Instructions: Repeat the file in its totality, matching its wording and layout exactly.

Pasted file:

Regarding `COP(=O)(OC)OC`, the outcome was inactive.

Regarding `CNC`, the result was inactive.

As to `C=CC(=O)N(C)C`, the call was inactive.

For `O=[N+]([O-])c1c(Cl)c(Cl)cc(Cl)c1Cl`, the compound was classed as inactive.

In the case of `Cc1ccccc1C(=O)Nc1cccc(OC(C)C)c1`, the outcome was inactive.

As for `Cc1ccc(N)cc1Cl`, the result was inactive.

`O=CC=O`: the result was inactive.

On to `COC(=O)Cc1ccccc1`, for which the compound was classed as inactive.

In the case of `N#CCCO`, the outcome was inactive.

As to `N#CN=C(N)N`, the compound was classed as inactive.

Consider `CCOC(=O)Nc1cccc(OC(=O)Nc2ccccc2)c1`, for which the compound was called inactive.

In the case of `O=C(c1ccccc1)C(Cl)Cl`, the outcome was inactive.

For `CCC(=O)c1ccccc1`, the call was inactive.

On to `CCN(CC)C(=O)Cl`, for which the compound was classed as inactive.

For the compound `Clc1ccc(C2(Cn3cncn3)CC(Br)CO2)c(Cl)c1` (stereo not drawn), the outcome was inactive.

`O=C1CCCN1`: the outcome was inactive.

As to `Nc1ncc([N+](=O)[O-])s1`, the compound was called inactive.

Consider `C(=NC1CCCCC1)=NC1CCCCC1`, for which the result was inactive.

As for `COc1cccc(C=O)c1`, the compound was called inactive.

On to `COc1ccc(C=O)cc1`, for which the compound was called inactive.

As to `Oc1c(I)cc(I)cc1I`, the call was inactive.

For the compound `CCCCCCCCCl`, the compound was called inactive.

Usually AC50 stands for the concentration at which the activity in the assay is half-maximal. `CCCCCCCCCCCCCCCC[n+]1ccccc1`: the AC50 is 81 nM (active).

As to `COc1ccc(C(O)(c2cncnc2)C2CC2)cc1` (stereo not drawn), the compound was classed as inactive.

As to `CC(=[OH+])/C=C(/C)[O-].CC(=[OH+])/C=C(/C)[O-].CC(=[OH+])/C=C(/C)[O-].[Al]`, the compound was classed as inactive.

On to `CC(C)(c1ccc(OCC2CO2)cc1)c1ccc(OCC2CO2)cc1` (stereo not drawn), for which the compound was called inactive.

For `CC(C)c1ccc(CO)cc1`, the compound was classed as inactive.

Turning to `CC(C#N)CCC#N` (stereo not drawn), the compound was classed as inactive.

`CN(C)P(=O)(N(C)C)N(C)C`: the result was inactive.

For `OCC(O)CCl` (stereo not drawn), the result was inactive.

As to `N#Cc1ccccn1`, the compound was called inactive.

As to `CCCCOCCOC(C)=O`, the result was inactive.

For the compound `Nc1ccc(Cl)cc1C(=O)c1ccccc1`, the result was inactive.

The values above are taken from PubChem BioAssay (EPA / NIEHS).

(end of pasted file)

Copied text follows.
Regarding `COP(=O)(OC)OC`, the outcome was inactive.

Regarding `CNC`, the result was inactive.

As to `C=CC(=O)N(C)C`, the call was inactive.

For `O=[N+]([O-])c1c(Cl)c(Cl)cc(Cl)c1Cl`, the compound was classed as inactive.

In the case of `Cc1ccccc1C(=O)Nc1cccc(OC(C)C)c1`, the outcome was inactive.

As for `Cc1ccc(N)cc1Cl`, the result was inactive.

`O=CC=O`: the result was inactive.

On to `COC(=O)Cc1ccccc1`, for which the compound was classed as inactive.

In the case of `N#CCCO`, the outcome was inactive.

As to `N#CN=C(N)N`, the compound was classed as inactive.

Consider `CCOC(=O)Nc1cccc(OC(=O)Nc2ccccc2)c1`, for which the compound was called inactive.

In the case of `O=C(c1ccccc1)C(Cl)Cl`, the outcome was inactive.

For `CCC(=O)c1ccccc1`, the call was inactive.

On to `CCN(CC)C(=O)Cl`, for which the compound was classed as inactive.

For the compound `Clc1ccc(C2(Cn3cncn3)CC(Br)CO2)c(Cl)c1` (stereo not drawn), the outcome was inactive.

`O=C1CCCN1`: the outcome was inactive.

As to `Nc1ncc([N+](=O)[O-])s1`, the compound was called inactive.

Consider `C(=NC1CCCCC1)=NC1CCCCC1`, for which the result was inactive.

As for `COc1cccc(C=O)c1`, the compound was called inactive.

On to `COc1ccc(C=O)cc1`, for which the compound was called inactive.

As to `Oc1c(I)cc(I)cc1I`, the call was inactive.

For the compound `CCCCCCCCCl`, the compound was called inactive.

Usually AC50 stands for the concentration at which the activity in the assay is half-maximal. `CCCCCCCCCCCCCCCC[n+]1ccccc1`: the AC50 is 81 nM (active).

As to `COc1ccc(C(O)(c2cncnc2)C2CC2)cc1` (stereo not drawn), the compound was classed as inactive.

As to `CC(=[OH+])/C=C(/C)[O-].CC(=[OH+])/C=C(/C)[O-].CC(=[OH+])/C=C(/C)[O-].[Al]`, the compound was classed as inactive.

On to `CC(C)(c1ccc(OCC2CO2)cc1)c1ccc(OCC2CO2)cc1` (stereo not drawn), for which the compound was called inactive.

For `CC(C)c1ccc(CO)cc1`, the compound was classed as inactive.

Turning to `CC(C#N)CCC#N` (stereo not drawn), the compound was classed as inactive.

`CN(C)P(=O)(N(C)C)N(C)C`: the result was inactive.

For `OCC(O)CCl` (stereo not drawn), the result was inactive.

As to `N#Cc1ccccn1`, the compound was called inactive.

As to `CCCCOCCOC(C)=O`, the result was inactive.

For the compound `Nc1ccc(Cl)cc1C(=O)c1ccccc1`, the result was inactive.

The values above are taken from PubChem BioAssay (EPA / NIEHS).